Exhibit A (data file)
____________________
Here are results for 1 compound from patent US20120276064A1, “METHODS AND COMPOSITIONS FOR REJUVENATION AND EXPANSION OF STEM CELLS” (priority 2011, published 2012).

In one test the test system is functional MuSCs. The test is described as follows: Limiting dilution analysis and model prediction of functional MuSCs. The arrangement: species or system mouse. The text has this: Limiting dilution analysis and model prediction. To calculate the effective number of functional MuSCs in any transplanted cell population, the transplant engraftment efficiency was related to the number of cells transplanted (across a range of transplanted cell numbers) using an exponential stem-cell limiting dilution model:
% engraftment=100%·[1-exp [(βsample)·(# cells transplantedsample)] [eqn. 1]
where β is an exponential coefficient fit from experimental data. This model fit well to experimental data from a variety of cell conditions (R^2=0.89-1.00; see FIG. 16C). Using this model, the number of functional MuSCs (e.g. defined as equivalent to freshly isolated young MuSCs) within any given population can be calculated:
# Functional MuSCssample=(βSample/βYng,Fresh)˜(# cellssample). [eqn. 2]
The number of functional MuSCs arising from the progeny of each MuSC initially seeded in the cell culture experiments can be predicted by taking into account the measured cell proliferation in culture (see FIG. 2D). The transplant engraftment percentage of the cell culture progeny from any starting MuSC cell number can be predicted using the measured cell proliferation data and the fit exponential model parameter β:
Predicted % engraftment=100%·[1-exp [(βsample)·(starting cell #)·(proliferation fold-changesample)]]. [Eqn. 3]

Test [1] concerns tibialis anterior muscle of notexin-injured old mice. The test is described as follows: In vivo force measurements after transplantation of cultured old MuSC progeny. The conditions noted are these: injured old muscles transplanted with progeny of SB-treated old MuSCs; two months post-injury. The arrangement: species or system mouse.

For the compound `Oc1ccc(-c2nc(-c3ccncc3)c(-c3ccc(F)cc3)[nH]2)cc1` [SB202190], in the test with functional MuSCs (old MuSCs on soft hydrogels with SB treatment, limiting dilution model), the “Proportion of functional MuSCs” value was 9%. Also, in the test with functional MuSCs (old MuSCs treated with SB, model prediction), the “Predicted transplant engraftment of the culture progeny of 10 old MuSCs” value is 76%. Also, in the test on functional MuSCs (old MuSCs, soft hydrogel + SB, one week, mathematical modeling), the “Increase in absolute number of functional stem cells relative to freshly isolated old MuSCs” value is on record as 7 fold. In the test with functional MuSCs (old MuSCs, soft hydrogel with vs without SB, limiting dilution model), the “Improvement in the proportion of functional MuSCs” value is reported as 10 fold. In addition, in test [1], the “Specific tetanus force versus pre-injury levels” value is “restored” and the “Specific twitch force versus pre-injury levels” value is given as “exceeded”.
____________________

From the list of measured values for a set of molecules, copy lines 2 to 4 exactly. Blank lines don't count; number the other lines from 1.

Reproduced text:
In one test the test system is functional MuSCs. The test is described as follows: Limiting dilution analysis and model prediction of functional MuSCs. The arrangement: species or system mouse. The text has this: Limiting dilution analysis and model prediction. To calculate the effective number of functional MuSCs in any transplanted cell population, the transplant engraftment efficiency was related to the number of cells transplanted (across a range of transplanted cell numbers) using an exponential stem-cell limiting dilution model:
% engraftment=100%·[1-exp [(βsample)·(# cells transplantedsample)] [eqn. 1]
where β is an exponential coefficient fit from experimental data. This model fit well to experimental data from a variety of cell conditions (R^2=0.89-1.00; see FIG. 16C). Using this model, the number of functional MuSCs (e.g. defined as equivalent to freshly isolated young MuSCs) within any given population can be calculated: